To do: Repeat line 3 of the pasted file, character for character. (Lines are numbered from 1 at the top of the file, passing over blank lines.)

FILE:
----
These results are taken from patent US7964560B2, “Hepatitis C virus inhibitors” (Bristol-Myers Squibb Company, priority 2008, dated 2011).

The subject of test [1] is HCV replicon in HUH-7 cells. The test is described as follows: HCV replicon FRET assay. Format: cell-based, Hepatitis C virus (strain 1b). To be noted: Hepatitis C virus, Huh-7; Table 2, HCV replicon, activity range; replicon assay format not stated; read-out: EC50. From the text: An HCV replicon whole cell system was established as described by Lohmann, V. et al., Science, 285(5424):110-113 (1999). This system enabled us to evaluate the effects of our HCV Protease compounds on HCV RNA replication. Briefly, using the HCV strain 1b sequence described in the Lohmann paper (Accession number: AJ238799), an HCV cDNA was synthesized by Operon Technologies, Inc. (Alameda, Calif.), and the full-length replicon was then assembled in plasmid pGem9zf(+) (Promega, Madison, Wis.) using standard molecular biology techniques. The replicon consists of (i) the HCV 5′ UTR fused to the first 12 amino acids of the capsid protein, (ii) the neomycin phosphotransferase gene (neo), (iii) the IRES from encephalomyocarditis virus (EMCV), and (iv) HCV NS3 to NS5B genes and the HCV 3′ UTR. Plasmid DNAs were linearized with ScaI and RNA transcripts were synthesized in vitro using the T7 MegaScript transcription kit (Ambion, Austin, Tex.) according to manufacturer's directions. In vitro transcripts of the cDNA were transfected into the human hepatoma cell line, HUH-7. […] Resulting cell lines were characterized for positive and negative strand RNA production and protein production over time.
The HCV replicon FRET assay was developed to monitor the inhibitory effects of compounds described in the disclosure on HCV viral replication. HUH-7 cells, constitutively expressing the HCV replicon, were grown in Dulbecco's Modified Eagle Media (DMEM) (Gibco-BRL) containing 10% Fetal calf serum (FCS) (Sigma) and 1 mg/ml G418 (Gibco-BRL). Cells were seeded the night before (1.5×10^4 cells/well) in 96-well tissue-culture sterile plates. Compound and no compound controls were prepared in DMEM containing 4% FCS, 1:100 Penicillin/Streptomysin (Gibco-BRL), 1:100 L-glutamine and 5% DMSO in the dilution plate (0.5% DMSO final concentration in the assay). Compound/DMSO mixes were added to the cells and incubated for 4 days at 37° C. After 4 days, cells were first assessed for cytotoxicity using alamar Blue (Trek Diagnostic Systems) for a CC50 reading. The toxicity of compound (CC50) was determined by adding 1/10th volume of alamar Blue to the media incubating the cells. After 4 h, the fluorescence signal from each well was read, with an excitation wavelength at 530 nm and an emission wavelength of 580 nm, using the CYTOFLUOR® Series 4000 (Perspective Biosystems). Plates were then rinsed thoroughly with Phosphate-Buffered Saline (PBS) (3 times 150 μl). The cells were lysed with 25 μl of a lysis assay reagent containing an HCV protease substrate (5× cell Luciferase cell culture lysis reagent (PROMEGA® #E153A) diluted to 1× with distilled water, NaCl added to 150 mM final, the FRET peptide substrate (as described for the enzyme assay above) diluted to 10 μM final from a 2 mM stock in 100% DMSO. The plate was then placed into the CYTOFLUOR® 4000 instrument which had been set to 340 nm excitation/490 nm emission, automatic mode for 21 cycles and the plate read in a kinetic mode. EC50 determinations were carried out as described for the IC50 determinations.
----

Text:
The HCV replicon FRET assay was developed to monitor the inhibitory effects of compounds described in the disclosure on HCV viral replication. HUH-7 cells, constitutively expressing the HCV replicon, were grown in Dulbecco's Modified Eagle Media (DMEM) (Gibco-BRL) containing 10% Fetal calf serum (FCS) (Sigma) and 1 mg/ml G418 (Gibco-BRL). Cells were seeded the night before (1.5×10^4 cells/well) in 96-well tissue-culture sterile plates. Compound and no compound controls were prepared in DMEM containing 4% FCS, 1:100 Penicillin/Streptomysin (Gibco-BRL), 1:100 L-glutamine and 5% DMSO in the dilution plate (0.5% DMSO final concentration in the assay). Compound/DMSO mixes were added to the cells and incubated for 4 days at 37° C. After 4 days, cells were first assessed for cytotoxicity using alamar Blue (Trek Diagnostic Systems) for a CC50 reading. The toxicity of compound (CC50) was determined by adding 1/10th volume of alamar Blue to the media incubating the cells. After 4 h, the fluorescence signal from each well was read, with an excitation wavelength at 530 nm and an emission wavelength of 580 nm, using the CYTOFLUOR® Series 4000 (Perspective Biosystems). Plates were then rinsed thoroughly with Phosphate-Buffered Saline (PBS) (3 times 150 μl). The cells were lysed with 25 μl of a lysis assay reagent containing an HCV protease substrate (5× cell Luciferase cell culture lysis reagent (PROMEGA® #E153A) diluted to 1× with distilled water, NaCl added to 150 mM final, the FRET peptide substrate (as described for the enzyme assay above) diluted to 10 μM final from a 2 mM stock in 100% DMSO. The plate was then placed into the CYTOFLUOR® 4000 instrument which had been set to 340 nm excitation/490 nm emission, automatic mode for 21 cycles and the plate read in a kinetic mode. EC50 determinations were carried out as described for the IC50 determinations.